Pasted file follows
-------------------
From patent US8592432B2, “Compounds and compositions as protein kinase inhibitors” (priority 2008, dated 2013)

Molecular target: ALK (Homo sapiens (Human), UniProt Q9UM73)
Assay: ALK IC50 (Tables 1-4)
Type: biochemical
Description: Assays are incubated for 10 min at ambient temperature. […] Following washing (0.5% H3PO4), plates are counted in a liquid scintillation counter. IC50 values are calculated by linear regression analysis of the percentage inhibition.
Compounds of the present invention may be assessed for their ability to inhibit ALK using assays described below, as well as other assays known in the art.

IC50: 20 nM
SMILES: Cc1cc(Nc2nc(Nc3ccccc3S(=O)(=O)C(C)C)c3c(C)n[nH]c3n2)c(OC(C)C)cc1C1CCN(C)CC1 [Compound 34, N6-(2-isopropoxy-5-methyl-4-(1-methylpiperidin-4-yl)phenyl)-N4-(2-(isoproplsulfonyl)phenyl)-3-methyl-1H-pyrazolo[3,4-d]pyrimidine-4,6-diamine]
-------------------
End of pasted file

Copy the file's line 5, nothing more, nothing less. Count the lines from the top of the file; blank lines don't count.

Description: Assays are incubated for 10 min at ambient temperature. […] Following washing (0.5% H3PO4), plates are counted in a liquid scintillation counter. IC50 values are calculated by linear regression analysis of the percentage inhibition.